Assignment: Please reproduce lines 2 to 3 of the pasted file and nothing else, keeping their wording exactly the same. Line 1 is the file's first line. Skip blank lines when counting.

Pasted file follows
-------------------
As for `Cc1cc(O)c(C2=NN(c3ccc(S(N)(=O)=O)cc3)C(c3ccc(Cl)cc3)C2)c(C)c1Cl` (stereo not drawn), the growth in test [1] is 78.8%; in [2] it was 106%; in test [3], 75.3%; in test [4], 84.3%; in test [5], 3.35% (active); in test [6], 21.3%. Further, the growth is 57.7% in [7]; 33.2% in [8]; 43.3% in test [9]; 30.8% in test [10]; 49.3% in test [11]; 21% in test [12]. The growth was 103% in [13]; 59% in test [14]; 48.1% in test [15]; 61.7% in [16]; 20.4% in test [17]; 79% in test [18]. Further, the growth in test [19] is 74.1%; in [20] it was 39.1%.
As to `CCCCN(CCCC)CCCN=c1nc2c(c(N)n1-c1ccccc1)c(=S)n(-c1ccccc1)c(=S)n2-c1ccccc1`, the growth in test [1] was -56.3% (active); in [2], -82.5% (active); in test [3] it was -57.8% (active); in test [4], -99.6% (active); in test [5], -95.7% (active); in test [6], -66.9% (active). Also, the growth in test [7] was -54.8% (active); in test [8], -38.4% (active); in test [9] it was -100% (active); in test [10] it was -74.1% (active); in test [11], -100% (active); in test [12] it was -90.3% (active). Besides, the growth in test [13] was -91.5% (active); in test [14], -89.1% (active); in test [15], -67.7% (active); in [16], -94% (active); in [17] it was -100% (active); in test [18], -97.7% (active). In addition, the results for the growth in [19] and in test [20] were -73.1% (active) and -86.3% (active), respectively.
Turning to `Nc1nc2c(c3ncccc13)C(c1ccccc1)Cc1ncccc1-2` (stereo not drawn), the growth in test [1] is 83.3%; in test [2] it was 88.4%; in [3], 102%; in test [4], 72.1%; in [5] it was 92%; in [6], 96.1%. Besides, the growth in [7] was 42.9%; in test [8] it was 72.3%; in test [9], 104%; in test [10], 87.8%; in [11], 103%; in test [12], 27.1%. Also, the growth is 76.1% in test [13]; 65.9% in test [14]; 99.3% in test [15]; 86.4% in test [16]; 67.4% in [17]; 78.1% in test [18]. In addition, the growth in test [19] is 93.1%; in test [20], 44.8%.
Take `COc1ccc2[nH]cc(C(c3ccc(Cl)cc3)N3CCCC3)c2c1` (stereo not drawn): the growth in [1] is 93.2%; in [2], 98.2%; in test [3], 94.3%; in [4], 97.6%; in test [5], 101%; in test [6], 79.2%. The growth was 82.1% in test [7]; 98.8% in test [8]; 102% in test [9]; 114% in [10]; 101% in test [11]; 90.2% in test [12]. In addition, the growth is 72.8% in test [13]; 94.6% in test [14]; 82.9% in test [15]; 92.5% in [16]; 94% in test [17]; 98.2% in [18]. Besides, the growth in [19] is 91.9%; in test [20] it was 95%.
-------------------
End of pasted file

As to `CCCCN(CCCC)CCCN=c1nc2c(c(N)n1-c1ccccc1)c(=S)n(-c1ccccc1)c(=S)n2-c1ccccc1`, the growth in test [1] was -56.3% (active); in [2], -82.5% (active); in test [3] it was -57.8% (active); in test [4], -99.6% (active); in test [5], -95.7% (active); in test [6], -66.9% (active). Also, the growth in test [7] was -54.8% (active); in test [8], -38.4% (active); in test [9] it was -100% (active); in test [10] it was -74.1% (active); in test [11], -100% (active); in test [12] it was -90.3% (active). Besides, the growth in test [13] was -91.5% (active); in test [14], -89.1% (active); in test [15], -67.7% (active); in [16], -94% (active); in [17] it was -100% (active); in test [18], -97.7% (active). In addition, the results for the growth in [19] and in test [20] were -73.1% (active) and -86.3% (active), respectively.
Turning to `Nc1nc2c(c3ncccc13)C(c1ccccc1)Cc1ncccc1-2` (stereo not drawn), the growth in test [1] is 83.3%; in test [2] it was 88.4%; in [3], 102%; in test [4], 72.1%; in [5] it was 92%; in [6], 96.1%. Besides, the growth in [7] was 42.9%; in test [8] it was 72.3%; in test [9], 104%; in test [10], 87.8%; in [11], 103%; in test [12], 27.1%. Also, the growth is 76.1% in test [13]; 65.9% in test [14]; 99.3% in test [15]; 86.4% in test [16]; 67.4% in [17]; 78.1% in test [18]. In addition, the growth in test [19] is 93.1%; in test [20], 44.8%.